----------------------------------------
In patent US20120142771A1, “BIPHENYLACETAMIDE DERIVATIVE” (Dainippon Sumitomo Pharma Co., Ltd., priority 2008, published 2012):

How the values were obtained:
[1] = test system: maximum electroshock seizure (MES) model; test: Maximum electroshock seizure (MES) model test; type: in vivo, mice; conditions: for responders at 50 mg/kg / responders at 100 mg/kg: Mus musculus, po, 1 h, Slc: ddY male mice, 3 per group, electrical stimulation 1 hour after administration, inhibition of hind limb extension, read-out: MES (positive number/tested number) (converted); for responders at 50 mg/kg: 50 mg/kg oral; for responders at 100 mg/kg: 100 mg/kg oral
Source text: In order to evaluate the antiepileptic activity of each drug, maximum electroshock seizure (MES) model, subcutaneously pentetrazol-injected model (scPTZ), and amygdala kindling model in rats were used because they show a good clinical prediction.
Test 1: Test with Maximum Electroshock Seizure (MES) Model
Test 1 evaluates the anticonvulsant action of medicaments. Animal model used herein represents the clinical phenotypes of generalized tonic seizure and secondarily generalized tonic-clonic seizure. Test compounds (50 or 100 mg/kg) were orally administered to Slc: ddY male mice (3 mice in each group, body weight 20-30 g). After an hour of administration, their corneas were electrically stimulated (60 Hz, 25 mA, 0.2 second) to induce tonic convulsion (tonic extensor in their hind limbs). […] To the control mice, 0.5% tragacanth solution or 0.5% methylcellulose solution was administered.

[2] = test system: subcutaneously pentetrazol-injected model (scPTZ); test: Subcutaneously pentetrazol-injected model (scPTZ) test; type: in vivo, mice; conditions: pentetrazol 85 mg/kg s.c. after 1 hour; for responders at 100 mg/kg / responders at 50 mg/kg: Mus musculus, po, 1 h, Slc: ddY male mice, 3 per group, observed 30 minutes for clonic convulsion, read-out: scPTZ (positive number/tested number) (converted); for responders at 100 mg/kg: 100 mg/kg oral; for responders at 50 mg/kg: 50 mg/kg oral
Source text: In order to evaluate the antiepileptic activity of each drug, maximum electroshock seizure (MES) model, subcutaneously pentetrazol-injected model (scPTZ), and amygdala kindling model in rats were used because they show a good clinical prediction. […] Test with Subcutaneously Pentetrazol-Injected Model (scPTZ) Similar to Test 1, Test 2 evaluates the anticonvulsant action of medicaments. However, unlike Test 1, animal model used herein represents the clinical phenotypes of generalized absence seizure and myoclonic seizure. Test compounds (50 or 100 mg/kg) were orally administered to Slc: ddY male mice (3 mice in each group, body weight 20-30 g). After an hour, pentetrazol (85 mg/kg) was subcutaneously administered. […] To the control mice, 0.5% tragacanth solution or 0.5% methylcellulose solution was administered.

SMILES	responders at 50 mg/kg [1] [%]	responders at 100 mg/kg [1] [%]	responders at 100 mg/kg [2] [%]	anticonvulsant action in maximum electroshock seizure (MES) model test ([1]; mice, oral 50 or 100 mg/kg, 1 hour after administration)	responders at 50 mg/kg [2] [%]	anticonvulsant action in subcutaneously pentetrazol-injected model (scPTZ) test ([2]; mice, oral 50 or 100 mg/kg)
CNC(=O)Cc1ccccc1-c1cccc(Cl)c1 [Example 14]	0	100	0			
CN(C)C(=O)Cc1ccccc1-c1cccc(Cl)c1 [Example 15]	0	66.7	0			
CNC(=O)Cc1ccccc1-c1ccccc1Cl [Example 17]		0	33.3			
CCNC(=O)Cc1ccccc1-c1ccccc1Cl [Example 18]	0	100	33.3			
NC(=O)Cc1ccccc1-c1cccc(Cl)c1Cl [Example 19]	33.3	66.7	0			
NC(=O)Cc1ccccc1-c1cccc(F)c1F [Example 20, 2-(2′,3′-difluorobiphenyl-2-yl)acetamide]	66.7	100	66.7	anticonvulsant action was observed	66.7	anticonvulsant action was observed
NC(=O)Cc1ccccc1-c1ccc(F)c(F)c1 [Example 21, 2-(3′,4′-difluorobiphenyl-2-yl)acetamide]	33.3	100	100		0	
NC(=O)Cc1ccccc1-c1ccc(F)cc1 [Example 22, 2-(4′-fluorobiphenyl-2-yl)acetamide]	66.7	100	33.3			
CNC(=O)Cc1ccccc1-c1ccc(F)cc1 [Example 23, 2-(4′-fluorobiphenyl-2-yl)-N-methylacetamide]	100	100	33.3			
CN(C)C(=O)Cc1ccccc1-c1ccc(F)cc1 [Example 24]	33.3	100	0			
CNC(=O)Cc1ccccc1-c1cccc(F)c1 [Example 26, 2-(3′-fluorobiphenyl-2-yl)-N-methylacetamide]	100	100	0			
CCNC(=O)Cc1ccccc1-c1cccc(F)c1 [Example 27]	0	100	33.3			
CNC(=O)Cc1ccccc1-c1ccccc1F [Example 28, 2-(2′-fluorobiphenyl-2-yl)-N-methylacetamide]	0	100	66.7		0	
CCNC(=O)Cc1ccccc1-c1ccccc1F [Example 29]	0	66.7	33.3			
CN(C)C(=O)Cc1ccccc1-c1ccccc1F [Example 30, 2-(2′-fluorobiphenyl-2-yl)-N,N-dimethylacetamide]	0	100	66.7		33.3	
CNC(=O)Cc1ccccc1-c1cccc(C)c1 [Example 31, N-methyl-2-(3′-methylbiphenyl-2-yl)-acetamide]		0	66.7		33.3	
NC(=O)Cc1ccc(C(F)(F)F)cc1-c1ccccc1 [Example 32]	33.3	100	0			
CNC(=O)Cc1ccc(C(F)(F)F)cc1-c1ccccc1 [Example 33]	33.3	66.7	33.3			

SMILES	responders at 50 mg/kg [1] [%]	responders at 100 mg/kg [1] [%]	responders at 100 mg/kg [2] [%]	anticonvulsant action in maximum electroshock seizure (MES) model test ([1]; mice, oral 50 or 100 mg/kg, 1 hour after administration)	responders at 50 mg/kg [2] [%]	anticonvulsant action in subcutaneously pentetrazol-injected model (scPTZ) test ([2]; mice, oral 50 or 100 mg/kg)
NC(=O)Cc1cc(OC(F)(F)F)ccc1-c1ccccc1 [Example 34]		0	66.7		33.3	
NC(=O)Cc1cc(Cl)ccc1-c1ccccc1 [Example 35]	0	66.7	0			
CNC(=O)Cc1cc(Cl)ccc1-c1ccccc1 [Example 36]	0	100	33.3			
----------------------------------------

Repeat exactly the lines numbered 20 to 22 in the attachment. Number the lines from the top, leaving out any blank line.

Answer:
CNC(=O)Cc1ccccc1-c1cccc(F)c1 [Example 26, 2-(3′-fluorobiphenyl-2-yl)-N-methylacetamide]	100	100	0			
CCNC(=O)Cc1ccccc1-c1cccc(F)c1 [Example 27]	0	100	33.3			
CNC(=O)Cc1ccccc1-c1ccccc1F [Example 28, 2-(2′-fluorobiphenyl-2-yl)-N-methylacetamide]	0	100	66.7		0	